Penn St. didn’t have any great non-conference or even non-divisional opponents, but they played in a pretty tough division and were one point away from a chance to make the playoff.

I mentioned Stanford a moment ago. They were better than Notre Dame and pretty even with USC in recent weeks, but it’s not that easy to overcome three losses especially when one was to San Diego St. (although the Aztecs are now in my top 25). I would have rather seen the Cardinal in a New Years Six bowl than Washington, but no one asked me.

Boise St., Florida Atlantic, and Toledo moved up with wins in conference championship games. I think we could make a chart like I did with the top 8 and explain that they’re not really in the top 20 of toughest teams to beat, but what I focus on is a system that general gets top few teams right. This is the first year in a while that I’m not happy with 1 through 4 although I think 1 through 3 are perfect. Anyway, the point is I’m not going to alter my ratings to make 3- or 4-loss teams higher in this part of the rankings. That would move teams like Notre Dame and Auburn higher, which I don’t want to do.

The rankings after the bowl sort out some of these issues because the major-conference 3- or 4-loss teams generally get better opponents than the minor-conference champions.
Odd for this to happen after such a dramatic week, but there was no turnover at all in my top 25.

rank/team/prev.
9 Notre Dame 8
10 Auburn 5
11 U. Miami 9
12 Penn St. 10
13 Stanford 13
14 Washington 14
15 Boise St. 20
16 Mich. St. 15
17 Fla. Atlantic 25
18 Memphis 16
19 TCU 17
20 Toledo 23
21 Wash. St. 18
22 LSU 19
23 Northwestern 21
24 San Diego St. 22
25 Virginia Tech 24

Full list

What the CFP Playoff Should Look Like

In College Football, College Football Playoff, Rankings, Rankings Commentary on December 2, 2017 at 10:16 PM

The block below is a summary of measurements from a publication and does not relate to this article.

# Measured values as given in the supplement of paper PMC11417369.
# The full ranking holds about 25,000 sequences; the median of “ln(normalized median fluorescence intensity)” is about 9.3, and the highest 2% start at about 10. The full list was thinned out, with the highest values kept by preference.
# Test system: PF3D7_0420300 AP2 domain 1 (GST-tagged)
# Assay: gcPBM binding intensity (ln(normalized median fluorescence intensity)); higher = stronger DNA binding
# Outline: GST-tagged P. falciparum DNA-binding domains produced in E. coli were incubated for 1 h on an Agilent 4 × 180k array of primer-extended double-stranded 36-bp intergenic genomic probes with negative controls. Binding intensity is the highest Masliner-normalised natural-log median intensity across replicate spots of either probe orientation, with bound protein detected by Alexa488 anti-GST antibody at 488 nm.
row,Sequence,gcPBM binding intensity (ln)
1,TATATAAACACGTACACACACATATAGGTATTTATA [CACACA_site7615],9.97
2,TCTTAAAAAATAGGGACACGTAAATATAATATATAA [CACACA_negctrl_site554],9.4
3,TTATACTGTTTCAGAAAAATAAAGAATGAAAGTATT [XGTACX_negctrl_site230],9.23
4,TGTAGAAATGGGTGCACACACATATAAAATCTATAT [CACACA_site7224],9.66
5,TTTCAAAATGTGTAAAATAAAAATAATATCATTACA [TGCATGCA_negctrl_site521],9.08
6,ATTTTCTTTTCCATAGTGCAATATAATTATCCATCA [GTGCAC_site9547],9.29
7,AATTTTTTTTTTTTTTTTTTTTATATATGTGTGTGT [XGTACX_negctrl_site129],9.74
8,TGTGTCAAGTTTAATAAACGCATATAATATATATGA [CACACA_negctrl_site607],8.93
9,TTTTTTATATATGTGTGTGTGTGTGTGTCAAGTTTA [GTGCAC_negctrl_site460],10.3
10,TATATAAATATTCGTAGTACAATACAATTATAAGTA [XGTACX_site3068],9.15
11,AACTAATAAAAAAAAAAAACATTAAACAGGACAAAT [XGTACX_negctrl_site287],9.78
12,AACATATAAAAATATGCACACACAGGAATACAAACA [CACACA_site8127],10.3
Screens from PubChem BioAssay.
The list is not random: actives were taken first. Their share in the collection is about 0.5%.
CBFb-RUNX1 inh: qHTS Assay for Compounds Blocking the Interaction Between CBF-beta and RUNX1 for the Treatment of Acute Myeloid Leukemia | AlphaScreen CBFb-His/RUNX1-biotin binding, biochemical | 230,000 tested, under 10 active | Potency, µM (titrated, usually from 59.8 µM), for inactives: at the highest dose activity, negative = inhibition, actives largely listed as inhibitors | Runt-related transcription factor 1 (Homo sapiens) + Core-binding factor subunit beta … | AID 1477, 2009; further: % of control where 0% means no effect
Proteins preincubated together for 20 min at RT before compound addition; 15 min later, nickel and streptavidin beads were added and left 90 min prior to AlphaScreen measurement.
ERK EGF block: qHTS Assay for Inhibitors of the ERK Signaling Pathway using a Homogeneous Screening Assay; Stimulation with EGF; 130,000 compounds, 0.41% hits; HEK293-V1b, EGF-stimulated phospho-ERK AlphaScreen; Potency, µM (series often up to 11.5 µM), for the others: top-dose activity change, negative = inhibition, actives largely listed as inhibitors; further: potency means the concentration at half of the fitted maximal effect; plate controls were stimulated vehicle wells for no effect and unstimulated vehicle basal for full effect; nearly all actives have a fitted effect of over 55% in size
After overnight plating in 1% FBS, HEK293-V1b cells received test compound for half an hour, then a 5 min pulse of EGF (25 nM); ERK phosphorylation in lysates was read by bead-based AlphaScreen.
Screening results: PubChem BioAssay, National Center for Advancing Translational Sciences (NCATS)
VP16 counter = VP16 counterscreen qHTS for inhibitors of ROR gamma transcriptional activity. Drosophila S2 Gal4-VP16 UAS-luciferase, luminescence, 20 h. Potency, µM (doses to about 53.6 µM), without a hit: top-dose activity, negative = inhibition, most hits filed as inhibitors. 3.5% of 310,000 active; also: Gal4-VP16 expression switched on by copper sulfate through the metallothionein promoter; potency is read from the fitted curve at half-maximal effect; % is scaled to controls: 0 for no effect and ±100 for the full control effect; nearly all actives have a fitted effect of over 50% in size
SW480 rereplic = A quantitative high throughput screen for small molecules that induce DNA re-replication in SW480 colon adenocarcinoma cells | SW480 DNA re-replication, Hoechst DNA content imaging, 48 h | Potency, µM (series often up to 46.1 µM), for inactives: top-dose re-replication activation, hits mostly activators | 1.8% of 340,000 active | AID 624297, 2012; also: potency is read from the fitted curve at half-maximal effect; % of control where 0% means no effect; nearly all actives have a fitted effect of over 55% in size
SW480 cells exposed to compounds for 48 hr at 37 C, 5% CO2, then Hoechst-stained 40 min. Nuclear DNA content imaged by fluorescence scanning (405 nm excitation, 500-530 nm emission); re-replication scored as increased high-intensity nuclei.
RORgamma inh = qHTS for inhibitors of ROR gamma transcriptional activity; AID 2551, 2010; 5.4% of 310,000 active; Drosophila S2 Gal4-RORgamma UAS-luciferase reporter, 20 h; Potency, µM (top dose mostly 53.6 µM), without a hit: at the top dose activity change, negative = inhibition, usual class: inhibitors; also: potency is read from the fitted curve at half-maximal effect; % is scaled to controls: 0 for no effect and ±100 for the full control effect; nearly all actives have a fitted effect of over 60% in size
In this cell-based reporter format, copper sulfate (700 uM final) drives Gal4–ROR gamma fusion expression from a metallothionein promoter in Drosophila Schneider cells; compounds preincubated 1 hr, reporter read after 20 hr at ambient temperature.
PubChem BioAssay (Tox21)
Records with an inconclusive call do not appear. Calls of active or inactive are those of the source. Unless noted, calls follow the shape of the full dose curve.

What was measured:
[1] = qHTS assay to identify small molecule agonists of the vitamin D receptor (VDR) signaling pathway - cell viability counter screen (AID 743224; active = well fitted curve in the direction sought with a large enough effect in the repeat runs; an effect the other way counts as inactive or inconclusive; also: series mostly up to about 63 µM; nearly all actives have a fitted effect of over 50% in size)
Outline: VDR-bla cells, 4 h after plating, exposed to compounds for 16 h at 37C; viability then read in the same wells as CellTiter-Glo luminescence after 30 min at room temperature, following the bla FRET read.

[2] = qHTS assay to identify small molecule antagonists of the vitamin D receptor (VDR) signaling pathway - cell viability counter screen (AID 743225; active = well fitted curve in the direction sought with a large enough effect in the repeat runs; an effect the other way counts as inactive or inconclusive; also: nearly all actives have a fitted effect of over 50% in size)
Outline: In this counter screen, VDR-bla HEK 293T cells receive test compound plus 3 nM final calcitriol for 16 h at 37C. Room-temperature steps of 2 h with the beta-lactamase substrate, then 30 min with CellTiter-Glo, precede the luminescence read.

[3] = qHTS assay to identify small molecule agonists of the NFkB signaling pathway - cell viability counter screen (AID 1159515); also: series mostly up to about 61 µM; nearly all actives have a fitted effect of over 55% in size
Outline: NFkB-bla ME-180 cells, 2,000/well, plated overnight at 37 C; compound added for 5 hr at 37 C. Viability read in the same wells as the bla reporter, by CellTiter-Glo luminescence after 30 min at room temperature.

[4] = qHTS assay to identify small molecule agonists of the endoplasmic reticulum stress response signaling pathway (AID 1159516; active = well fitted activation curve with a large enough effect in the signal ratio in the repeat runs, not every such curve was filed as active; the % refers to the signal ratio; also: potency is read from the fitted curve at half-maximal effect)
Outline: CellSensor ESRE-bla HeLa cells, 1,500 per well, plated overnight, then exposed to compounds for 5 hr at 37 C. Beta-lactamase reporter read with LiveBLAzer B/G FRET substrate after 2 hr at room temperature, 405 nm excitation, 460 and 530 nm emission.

Sugar: Clemson vs. ??
Rose: Georgia vs. Oklahoma

Before I get to the discussion, I wanted to start by acknowledging that my formula is not always going to align with which teams are deserving of the playoff. I do think it had the top 4 teams correct going into the week, but I think in a way championship week functions as a preliminary round of the playoffs, and Wisconsin was rightly eliminated.

If the Big Ten had not had a championship game and this were just another week of conference play, maybe Wisconsin would be deserving of being ranked ahead of Ohio St. just like last week I thought Georgia and Alabama deserved to be ahead of Auburn. But when you win a championship game over the other team, that should overcome having one more loss. So had Georgia been undefeated going into the SEC Championship Game and Auburn won, I’d be willing to overlook that extra loss by Auburn.

Let’s not forget last year. Penn St. beat Ohio St. and had one more loss, but they did not play one another for the conference title. So Penn St.’s conference championship did not eliminate the Buckeyes from the national title hunt.

Also, I think it’s fair to say that if there are at least four teams with better schedules and one loss or fewer, you can eliminate teams that do not have schedules in the top 50, which neither Wisconsin nor Central Florida have.

Anyway, if you eliminate Wisconsin and Central Florida, 4 and 5 are Ohio St. and Alabama. Ohio St. is ahead on my list, but I don’t compensate in any way for the fact that Ohio St. got an extra game this week. If you average the rating by playing week, Alabama comes out ahead of Ohio St. instead of one spot behind.